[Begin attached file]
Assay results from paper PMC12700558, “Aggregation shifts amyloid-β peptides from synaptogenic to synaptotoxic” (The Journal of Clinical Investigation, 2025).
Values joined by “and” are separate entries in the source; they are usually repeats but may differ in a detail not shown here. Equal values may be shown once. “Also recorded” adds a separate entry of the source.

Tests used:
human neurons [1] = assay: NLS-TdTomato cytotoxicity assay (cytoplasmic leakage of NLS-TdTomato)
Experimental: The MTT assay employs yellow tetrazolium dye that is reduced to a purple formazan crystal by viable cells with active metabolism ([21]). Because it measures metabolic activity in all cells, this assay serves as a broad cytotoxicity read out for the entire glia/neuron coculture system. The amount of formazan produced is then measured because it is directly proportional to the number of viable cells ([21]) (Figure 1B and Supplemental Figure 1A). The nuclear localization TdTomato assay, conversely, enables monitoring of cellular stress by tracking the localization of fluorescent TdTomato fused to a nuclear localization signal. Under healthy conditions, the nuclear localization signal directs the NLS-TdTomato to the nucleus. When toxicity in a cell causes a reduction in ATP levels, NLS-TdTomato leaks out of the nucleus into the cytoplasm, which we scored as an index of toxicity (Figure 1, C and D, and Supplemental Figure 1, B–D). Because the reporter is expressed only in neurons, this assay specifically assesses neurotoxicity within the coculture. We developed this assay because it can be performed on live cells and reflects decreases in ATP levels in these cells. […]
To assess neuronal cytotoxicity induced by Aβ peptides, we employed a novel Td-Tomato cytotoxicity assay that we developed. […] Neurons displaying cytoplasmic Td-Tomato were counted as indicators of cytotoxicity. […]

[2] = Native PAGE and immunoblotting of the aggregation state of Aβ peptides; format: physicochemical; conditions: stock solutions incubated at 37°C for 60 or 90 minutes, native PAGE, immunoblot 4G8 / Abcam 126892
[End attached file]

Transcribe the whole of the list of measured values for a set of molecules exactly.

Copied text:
Assay results from paper PMC12700558, “Aggregation shifts amyloid-β peptides from synaptogenic to synaptotoxic” (The Journal of Clinical Investigation, 2025).
Values joined by “and” are separate entries in the source; they are usually repeats but may differ in a detail not shown here. Equal values may be shown once. “Also recorded” adds a separate entry of the source.

Tests used:
human neurons [1] = assay: NLS-TdTomato cytotoxicity assay (cytoplasmic leakage of NLS-TdTomato)
Experimental: The MTT assay employs yellow tetrazolium dye that is reduced to a purple formazan crystal by viable cells with active metabolism ([21]). Because it measures metabolic activity in all cells, this assay serves as a broad cytotoxicity read out for the entire glia/neuron coculture system. The amount of formazan produced is then measured because it is directly proportional to the number of viable cells ([21]) (Figure 1B and Supplemental Figure 1A). The nuclear localization TdTomato assay, conversely, enables monitoring of cellular stress by tracking the localization of fluorescent TdTomato fused to a nuclear localization signal. Under healthy conditions, the nuclear localization signal directs the NLS-TdTomato to the nucleus. When toxicity in a cell causes a reduction in ATP levels, NLS-TdTomato leaks out of the nucleus into the cytoplasm, which we scored as an index of toxicity (Figure 1, C and D, and Supplemental Figure 1, B–D). Because the reporter is expressed only in neurons, this assay specifically assesses neurotoxicity within the coculture. We developed this assay because it can be performed on live cells and reflects decreases in ATP levels in these cells. […]
To assess neuronal cytotoxicity induced by Aβ peptides, we employed a novel Td-Tomato cytotoxicity assay that we developed. […] Neurons displaying cytoplasmic Td-Tomato were counted as indicators of cytotoxicity. […]

[2] = Native PAGE and immunoblotting of the aggregation state of Aβ peptides; format: physicochemical; conditions: stock solutions incubated at 37°C for 60 or 90 minutes, native PAGE, immunoblot 4G8 / Abcam 126892